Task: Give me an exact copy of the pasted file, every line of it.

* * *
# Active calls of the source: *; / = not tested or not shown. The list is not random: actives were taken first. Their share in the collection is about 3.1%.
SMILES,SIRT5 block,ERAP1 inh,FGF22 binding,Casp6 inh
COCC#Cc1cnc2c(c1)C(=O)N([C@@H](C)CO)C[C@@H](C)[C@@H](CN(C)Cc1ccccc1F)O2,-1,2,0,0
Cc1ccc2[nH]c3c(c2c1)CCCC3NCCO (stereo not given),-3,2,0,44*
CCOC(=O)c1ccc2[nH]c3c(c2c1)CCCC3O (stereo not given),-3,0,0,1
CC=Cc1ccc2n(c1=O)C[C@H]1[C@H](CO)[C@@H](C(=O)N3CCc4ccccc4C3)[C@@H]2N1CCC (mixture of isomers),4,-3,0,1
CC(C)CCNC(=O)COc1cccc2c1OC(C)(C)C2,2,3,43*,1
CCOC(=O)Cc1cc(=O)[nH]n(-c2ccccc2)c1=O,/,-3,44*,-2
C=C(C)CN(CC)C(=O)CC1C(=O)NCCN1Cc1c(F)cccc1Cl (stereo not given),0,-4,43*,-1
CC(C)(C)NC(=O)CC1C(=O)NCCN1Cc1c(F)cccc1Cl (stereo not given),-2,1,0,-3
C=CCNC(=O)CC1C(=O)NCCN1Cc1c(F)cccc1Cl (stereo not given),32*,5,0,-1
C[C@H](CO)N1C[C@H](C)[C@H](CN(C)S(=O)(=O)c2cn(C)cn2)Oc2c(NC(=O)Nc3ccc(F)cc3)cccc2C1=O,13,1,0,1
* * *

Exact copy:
# Active calls of the source: *; / = not tested or not shown. The list is not random: actives were taken first. Their share in the collection is about 3.1%.
SMILES,SIRT5 block,ERAP1 inh,FGF22 binding,Casp6 inh
COCC#Cc1cnc2c(c1)C(=O)N([C@@H](C)CO)C[C@@H](C)[C@@H](CN(C)Cc1ccccc1F)O2,-1,2,0,0
Cc1ccc2[nH]c3c(c2c1)CCCC3NCCO (stereo not given),-3,2,0,44*
CCOC(=O)c1ccc2[nH]c3c(c2c1)CCCC3O (stereo not given),-3,0,0,1
CC=Cc1ccc2n(c1=O)C[C@H]1[C@H](CO)[C@@H](C(=O)N3CCc4ccccc4C3)[C@@H]2N1CCC (mixture of isomers),4,-3,0,1
CC(C)CCNC(=O)COc1cccc2c1OC(C)(C)C2,2,3,43*,1
CCOC(=O)Cc1cc(=O)[nH]n(-c2ccccc2)c1=O,/,-3,44*,-2
C=C(C)CN(CC)C(=O)CC1C(=O)NCCN1Cc1c(F)cccc1Cl (stereo not given),0,-4,43*,-1
CC(C)(C)NC(=O)CC1C(=O)NCCN1Cc1c(F)cccc1Cl (stereo not given),-2,1,0,-3
C=CCNC(=O)CC1C(=O)NCCN1Cc1c(F)cccc1Cl (stereo not given),32*,5,0,-1
C[C@H](CO)N1C[C@H](C)[C@H](CN(C)S(=O)(=O)c2cn(C)cn2)Oc2c(NC(=O)Nc3ccc(F)cc3)cccc2C1=O,13,1,0,1